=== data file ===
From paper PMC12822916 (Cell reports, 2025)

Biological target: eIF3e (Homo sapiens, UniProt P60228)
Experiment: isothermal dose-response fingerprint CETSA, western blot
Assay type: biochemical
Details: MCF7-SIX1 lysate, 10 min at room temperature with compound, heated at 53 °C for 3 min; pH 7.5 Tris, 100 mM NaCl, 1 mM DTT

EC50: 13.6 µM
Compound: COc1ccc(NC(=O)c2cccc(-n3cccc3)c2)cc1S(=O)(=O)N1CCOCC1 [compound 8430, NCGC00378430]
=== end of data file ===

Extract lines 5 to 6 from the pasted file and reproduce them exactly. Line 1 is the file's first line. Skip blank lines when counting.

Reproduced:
Details: MCF7-SIX1 lysate, 10 min at room temperature with compound, heated at 53 °C for 3 min; pH 7.5 Tris, 100 mM NaCl, 1 mM DTT

EC50: 13.6 µM